After her excellent, hot milk-and-sugar tea, we went out to have a proper breakfast. Besides, the man had returned, and he gave us a dirty look as we languorously sipped our tea and nibbled at the biscuits on the balcony. The rain had stopped and the sun had poked holes in the oppressively gray cloud blanket. Patches of blue appeared where the clouds had begun to drift apart. We were beginning to feel lighthearted and frisky.

We chose a popular Lakeside garden restaurant. It was empty; the waiters were playing cards. Two of them hurried over to us and pulled out the chairs and made a fuss as we sat down. Another waiter brought the menu, and all three of them hung around to serve the four of us.
“How is business?” I asked one of them.
“Oh, Sir, don’t ask.”
“Tell me, anyway.”
“It’s terrible. Never been like this before, at least not that I can remember, and I’ve been a waiter for a long time.”
“What kind of money is the restaurant making these days?”
“Oh, very little. We’ve laid off half the staff, and may have to lay off more soon. It used to be that we used to easily make over one-hundred-thousand rupees per day during the normal tourist season.”
“And now?”
“Oh God, let’s see, we’re happy if we make ten thousand per day these days. Have you decided?”
A foreign couple arrived just as we were finishing. The card game broke up once again, and three waiters rushed out again to pull out the chairs and set the table.It turned out there were bargains galore in Pokhra, especially if we wanted to stay in luxury hotels (meaning they had swimming pools). Ann was going on a trek later that day, and we were hanging around with her in a local travel agency where she was arranging a three-day Chitwan jungle safari. I asked the agent what it would cost us Nepalis for a one-night stay at, say, the Shangri-La Resort or the Bluebird Hotel.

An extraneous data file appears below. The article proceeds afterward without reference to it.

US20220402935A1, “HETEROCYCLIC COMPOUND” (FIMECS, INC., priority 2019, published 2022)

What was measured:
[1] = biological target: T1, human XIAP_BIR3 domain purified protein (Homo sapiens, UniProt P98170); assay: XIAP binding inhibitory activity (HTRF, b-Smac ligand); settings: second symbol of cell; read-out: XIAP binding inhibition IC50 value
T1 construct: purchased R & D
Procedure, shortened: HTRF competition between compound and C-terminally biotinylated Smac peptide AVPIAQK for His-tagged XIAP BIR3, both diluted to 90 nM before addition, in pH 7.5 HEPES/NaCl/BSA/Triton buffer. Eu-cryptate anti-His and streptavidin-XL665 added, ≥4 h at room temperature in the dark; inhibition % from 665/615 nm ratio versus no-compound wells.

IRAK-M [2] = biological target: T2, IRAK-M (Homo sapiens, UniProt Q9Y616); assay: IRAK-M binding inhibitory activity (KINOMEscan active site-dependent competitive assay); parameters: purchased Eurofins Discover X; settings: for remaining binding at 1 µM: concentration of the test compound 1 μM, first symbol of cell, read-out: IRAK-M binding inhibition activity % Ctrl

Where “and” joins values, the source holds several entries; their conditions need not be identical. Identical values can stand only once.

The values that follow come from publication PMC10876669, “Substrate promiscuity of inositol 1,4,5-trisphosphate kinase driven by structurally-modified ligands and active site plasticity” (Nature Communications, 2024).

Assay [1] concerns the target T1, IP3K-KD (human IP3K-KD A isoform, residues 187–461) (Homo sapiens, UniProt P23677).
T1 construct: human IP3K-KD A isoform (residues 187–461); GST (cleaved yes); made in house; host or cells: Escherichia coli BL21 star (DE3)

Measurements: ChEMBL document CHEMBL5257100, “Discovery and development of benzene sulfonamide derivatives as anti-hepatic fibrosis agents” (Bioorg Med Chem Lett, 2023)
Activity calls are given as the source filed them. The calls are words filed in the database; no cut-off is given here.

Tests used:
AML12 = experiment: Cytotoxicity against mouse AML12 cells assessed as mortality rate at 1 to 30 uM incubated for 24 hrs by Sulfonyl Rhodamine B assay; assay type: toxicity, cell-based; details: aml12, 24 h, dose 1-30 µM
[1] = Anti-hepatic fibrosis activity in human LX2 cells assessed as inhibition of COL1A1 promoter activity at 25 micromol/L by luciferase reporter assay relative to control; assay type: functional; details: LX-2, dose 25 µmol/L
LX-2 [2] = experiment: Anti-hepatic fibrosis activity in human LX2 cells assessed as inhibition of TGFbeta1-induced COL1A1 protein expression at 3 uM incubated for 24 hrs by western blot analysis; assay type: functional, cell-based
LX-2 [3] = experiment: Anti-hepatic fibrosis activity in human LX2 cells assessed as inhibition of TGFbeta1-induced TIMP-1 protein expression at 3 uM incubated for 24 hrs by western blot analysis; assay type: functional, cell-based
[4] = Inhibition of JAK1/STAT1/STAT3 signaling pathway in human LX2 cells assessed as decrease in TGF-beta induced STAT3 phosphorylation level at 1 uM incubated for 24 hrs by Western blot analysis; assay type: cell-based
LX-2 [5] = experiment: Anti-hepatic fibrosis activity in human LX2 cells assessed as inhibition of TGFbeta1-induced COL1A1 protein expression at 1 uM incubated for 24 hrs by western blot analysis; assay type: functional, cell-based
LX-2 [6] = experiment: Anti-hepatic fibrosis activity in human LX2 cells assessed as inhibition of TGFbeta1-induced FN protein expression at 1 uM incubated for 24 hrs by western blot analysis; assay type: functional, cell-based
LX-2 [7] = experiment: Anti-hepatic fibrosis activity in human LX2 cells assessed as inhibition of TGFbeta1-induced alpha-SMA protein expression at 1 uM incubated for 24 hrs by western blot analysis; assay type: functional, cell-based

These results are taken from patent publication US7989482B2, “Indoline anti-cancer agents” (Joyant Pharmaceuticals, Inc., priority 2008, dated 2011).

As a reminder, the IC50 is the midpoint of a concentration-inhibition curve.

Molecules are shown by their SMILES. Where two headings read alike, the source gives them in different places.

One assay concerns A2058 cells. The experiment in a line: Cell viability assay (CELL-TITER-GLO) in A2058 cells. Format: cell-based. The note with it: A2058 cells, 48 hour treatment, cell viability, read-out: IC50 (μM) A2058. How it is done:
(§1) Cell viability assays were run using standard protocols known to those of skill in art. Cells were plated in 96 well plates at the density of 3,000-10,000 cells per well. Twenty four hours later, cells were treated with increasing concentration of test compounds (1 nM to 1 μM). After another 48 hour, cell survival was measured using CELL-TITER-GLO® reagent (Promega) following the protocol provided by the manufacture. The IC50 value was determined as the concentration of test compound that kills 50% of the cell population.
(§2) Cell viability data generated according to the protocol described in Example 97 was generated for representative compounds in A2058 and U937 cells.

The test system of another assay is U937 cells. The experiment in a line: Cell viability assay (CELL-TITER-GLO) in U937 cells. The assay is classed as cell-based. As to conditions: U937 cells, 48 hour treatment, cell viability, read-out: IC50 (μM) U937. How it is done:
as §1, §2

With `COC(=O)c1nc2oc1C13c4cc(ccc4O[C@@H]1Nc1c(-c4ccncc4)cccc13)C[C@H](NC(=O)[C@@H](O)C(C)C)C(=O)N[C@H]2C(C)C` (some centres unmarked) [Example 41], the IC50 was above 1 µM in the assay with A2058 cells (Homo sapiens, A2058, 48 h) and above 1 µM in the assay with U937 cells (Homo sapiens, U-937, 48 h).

“With or without breakfast?” he asked and reached for the phone.
“With, of course. But don’t call just yet. I’m just curious. I’m not sure we can afford it.”
“I’ll make sure you can,” the agent said confidently and began to dial.
“Hello, hello? Oh fine, just fine. Look, I’ve got some friends of my boss here, yes, they’re from Kathmandu and they want to stay one night, possibly two, if the price is right, with breakfast, naturally.”
Well, for friends of the owner of the travel agency, it was only going to cost us two thousand rupees per night, deluxe room, with breakfast. The normal rate during normal tourist season was four thousand rupees per night, breakfast NOT included, etc. It was a tempting offer, but we declined. After all, for three hundred rupees, we were quite happy in our modest lodge, even if it meant buying our own necessary supplies. And I didn’t have the heart to leave after the old lady’s excellent tea and her fear of an empty, ghostly house.


Perhaps you pride yourself on knowing that Cheerapunji in India is the wettest place on earth, in terms of rainfall, that is. Well, my friends, there are occasions when you’ll be convinced that in fact the wettest place on earth is in Nepal—in Pokhra. We experienced one such terrifying downpour on our last night in that forlorn resort city. We had just finished our dinner at a Chinese restaurant, surprisingly busy because it was patronized mostly by locals, and not the jholes (a rather derisive vernacular term for the foreign backpackers; a jhola is a bag), who, after a basic diet of daal-bhaat-rice and lentils on the trek, will descend like the proverbial locusts to devour pies, ice cream, “steek” and chips, spaghetti in “bologna” sauce, pizza, hamburgers, gallons of beer and other Western delicacies in the Lakeside restaurants.

Even as we stepped out of the restaurant, our lips still tingling with the after-taste of the fiery Szezchuan sauce, a stiff but cool, welcome wind stirred us. Within seconds, it seemed, a whirlwind was approaching us. It whipped up the detritus by the roadside—loose sheets of paper, multi-colored plastic bags, candy wrappers, dried dog droppings—and scattered it in its wake. As it passed us, it almost stripped one of the women of her sarong.

Raindrops fell, drops as large and round as the famous oranges of Pokhra. The drops became a slanted sheet so that they hit our eyes and faces, forcing us to cover our faces and bend our heads. The power of the downpour appeared to create an ankle-high mist hovering over the pavement and the road. The green, verdant hills—and the mountains that still remained hidden behind the mass of dark clouds—reverberated with the sound of thunder, even as streaks of lightning lit up the darkness. Suddenly there was total darkness. Electricity had failed. Rain fell in torrents, and we knew we’d be soaked to our skin if we tried to run to our lodge, perhaps a three-minute walk.